He said it was a mental issue - he didn't believe he had the ability, or the right, to win. "It was more lack of confidence when I think back on it. I could win one, two or three round events but never four. I never won a four-round tournament and stopped playing."

He got involved in the senior tour once he was 50, but most of those were three-round events or fewer. His best finish was a third in the Australian PGA Seniors when he was 52, earning his biggest cheque of $6500.

But knowing where his skills best lay, Johnston went to the US in 1993 to extend his teaching knowledge, specifically to sit an exam. It was a 520-question exam, run over a year, and based on the laws of force in motion. Pretty esoteric stuff, all about physics and geometry.

"The end to that was to see the guy who was the top man in the world, Ben Doyle. I worked for four weeks with him directly."

Johnston was well aware that under tournament pressure he would hook the ball and that was a killer. He wanted to find out why. He did and since then he's been teaching others a way to overcome it. "There are thousands and thousands of people who need help, but you've got to help them in the right way.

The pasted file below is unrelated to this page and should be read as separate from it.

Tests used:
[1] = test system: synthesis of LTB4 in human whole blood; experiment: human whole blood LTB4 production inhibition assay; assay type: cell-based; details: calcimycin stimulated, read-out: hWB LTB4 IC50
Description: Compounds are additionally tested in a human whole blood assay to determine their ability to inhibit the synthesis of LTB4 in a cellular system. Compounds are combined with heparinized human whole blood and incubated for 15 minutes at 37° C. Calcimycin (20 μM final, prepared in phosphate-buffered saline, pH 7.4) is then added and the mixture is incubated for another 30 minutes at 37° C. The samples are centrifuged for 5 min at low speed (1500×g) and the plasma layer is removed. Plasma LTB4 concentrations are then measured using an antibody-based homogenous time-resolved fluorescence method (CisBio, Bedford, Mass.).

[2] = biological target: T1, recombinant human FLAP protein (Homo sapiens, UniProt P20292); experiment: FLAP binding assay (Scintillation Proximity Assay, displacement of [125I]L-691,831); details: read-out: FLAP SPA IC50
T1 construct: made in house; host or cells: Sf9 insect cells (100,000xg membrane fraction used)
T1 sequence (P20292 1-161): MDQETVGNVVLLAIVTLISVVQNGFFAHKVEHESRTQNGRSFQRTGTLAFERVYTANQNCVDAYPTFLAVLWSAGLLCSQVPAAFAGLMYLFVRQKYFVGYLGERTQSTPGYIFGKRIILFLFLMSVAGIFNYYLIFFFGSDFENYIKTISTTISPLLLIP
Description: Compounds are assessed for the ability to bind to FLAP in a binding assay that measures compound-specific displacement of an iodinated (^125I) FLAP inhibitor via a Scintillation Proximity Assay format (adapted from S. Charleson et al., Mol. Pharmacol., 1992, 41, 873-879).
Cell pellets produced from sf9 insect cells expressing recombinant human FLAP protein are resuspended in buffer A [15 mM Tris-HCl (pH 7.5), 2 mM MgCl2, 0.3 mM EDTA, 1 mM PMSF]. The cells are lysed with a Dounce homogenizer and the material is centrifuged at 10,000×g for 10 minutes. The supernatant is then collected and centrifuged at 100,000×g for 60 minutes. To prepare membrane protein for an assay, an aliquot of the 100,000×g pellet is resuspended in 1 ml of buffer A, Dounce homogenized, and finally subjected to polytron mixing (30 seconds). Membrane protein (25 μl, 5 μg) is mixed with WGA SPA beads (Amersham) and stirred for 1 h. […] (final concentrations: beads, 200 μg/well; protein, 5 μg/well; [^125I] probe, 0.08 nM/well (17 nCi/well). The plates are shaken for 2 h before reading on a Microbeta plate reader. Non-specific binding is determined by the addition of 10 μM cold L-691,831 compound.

"There are things you can and can't do with a golf swing. When you have a circular motion on a tilted plane, you have to comply to the laws that bond it all together."

Reflecting now, Johnston said had he been armed with that knowledge earlier he would have won on tour.

"The mind does play a big part. As soon as you hook it, your mind says 'Here we go again. You're going to blow another one.' It's very hard to control that."

Johnston got his degree with the Golfing Machine, which is now a big part of the professional golfing world, and he stays in touch with the organisation via the internet and emails.